Tuesday, August 22, 2006

 

Blair-Brown Rivalry Discussed by Old Hands


Much has been written about the rivalry between Blair and his Chancellor- not least a full length book by James Naughtie- so I suppose I shouldn't be too surprised to hear what for me was final confirmation that they really do hate each other. Maybe I was naive enough to believe that staged chumminess during the last election campaign- you remember the fraternal chat, the smiles and the shared ice-creams?- had some basis in fact. Also I'm aware that journalists thrive on stories about splits and tiffs and so treated a large number of those stories with justified scepticism.

But this morning, listening to Between Ourselves, my few remaining doubts disappeared. On the programme were the immensely experienced and wise journalists, Elinor Goodman, former political editor Channel Four and Trevor Kavanagh, former political editor The Sun (and always the best thing in it to my mind). At the end of much talk about the exhausting mechanics of being a constantly on-call senior news media person they alighted on the subject of the relationship between Brown and Blair. Goodman reported th experience of her husband who worked an economic adviser to the PM. According to him Brown was extraordinarily secretive about the economy of the country his colleague led, keeping mum about the budget until the very last minute. Kavanagh chipped in with the observation that when writing notes on the Front Bench, he used to shield it with his hand, even when the person sitting next to him was David Blunkett.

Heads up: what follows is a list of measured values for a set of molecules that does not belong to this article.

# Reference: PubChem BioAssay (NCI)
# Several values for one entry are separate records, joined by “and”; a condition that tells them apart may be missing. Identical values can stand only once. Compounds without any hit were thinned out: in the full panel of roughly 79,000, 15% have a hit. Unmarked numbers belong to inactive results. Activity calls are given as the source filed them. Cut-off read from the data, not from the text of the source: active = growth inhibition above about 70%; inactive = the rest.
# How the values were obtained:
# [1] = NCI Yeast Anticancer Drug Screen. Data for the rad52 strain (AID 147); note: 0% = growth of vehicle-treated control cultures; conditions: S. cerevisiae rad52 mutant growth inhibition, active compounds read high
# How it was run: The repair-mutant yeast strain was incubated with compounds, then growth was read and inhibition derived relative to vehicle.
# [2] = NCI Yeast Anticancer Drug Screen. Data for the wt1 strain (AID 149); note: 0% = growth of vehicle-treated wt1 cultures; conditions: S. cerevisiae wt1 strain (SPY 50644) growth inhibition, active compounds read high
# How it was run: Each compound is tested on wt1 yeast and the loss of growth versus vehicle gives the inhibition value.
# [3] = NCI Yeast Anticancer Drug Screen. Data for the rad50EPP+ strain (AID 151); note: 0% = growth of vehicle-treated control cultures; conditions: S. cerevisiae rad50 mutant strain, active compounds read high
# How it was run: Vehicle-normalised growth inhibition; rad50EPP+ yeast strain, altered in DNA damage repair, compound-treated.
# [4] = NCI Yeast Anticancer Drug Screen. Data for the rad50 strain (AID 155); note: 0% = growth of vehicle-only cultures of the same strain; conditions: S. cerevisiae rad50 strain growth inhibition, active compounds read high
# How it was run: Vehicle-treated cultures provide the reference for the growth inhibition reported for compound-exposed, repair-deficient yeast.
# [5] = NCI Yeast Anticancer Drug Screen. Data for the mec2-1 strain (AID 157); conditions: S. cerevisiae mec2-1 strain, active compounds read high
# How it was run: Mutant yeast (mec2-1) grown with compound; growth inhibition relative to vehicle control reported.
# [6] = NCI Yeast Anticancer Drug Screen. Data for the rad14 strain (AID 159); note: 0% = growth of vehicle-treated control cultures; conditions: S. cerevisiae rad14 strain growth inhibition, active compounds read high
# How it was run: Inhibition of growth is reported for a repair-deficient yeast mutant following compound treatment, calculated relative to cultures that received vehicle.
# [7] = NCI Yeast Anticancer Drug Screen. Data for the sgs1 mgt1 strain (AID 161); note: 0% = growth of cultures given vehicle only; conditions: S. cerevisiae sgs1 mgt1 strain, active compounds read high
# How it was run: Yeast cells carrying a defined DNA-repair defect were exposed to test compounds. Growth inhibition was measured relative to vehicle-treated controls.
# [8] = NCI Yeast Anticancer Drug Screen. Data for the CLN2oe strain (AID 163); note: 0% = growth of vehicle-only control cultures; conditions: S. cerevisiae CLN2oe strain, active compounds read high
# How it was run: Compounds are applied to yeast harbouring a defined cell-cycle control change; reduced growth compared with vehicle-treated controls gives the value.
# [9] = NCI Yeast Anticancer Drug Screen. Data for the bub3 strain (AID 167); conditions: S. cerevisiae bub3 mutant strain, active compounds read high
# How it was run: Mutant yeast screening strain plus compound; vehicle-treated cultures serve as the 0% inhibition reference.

They both agreed Brown acquired the politically astute habit of disappearing from view when the going got tough, leaving Blair to carry the can unassisted. [It seems he's been doing that all August until we realize he's currently on paternity leave.] Kavanagh opined Brown would prove a dour authoritarian prime minister, stamping down on any minor transgression from the government line. And what he would never, ever tolerate for a second would be a colleague who regularly took issue with the PM and treated his department as the equivalent of an autonomous state. In other words he'd never allow another..er..Gordon Brown in his Cabinet. Kavanagh predicted, for good measure, that after a few weeks or months of Brown as PM, Labour MPs would be clamouring for Blair's return.

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